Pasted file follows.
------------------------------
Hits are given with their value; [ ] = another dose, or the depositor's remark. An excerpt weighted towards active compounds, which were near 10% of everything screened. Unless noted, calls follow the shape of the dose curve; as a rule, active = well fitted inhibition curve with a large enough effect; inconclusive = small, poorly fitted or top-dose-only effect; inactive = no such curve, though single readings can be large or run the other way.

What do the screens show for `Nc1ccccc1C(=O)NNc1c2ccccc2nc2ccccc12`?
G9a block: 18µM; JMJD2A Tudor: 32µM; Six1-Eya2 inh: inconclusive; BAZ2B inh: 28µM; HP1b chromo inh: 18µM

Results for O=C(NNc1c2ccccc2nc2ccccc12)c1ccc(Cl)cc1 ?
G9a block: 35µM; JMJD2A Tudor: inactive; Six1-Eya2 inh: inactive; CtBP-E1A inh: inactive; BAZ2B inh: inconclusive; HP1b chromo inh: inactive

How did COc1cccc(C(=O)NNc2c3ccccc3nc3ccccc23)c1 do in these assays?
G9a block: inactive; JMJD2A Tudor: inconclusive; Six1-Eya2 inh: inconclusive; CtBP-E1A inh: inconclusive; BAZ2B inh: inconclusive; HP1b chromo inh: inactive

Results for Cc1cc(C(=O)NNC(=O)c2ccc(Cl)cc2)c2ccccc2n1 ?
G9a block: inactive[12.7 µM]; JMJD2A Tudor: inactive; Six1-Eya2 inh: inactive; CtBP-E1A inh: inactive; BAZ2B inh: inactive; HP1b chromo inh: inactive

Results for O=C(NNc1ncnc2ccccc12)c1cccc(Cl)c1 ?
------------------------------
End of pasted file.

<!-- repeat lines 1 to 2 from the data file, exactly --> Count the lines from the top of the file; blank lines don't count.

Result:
Hits are given with their value; [ ] = another dose, or the depositor's remark. An excerpt weighted towards active compounds, which were near 10% of everything screened. Unless noted, calls follow the shape of the dose curve; as a rule, active = well fitted inhibition curve with a large enough effect; inconclusive = small, poorly fitted or top-dose-only effect; inactive = no such curve, though single readings can be large or run the other way.

What do the screens show for `Nc1ccccc1C(=O)NNc1c2ccccc2nc2ccccc12`?